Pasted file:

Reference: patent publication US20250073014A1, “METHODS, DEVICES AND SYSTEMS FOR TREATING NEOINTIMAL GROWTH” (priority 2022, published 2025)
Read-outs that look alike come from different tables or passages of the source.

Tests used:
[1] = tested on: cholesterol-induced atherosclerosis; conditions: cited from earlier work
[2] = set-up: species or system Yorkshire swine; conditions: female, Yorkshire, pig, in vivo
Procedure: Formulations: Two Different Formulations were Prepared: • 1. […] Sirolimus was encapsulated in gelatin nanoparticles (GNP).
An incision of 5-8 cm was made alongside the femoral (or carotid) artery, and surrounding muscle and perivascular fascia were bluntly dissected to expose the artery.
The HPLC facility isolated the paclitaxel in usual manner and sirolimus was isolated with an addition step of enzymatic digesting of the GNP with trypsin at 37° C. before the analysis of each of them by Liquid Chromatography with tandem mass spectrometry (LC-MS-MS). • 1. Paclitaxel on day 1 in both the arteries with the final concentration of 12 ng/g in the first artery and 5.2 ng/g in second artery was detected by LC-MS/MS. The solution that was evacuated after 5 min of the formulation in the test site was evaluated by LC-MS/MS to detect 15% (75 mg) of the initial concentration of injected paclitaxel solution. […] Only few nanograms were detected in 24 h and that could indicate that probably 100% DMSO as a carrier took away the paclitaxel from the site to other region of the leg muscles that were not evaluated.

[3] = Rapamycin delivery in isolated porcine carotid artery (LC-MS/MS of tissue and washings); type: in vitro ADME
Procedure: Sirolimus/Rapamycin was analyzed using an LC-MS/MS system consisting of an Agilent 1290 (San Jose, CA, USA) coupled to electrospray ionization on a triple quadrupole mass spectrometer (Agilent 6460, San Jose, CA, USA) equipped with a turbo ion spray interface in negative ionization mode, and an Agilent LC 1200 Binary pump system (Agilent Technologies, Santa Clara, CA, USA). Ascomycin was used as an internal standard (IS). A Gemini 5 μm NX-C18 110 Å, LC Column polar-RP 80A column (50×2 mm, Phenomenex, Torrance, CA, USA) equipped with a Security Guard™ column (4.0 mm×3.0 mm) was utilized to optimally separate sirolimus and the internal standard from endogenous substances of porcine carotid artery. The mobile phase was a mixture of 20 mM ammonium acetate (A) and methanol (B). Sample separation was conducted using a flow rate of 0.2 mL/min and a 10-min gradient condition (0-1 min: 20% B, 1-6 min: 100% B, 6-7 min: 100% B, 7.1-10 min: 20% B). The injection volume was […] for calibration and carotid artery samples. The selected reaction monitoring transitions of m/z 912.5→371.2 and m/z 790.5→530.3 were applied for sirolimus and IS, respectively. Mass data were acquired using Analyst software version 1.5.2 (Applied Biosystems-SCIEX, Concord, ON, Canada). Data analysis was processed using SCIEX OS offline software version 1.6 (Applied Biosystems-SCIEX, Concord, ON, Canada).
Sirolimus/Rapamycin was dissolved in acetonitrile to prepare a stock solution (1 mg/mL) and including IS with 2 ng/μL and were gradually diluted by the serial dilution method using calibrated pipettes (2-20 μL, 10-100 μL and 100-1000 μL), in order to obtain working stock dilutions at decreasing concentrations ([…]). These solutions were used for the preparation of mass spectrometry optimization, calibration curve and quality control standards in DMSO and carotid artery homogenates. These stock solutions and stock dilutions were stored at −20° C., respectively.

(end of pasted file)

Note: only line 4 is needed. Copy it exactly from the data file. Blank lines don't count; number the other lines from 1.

[1] = tested on: cholesterol-induced atherosclerosis; conditions: cited from earlier work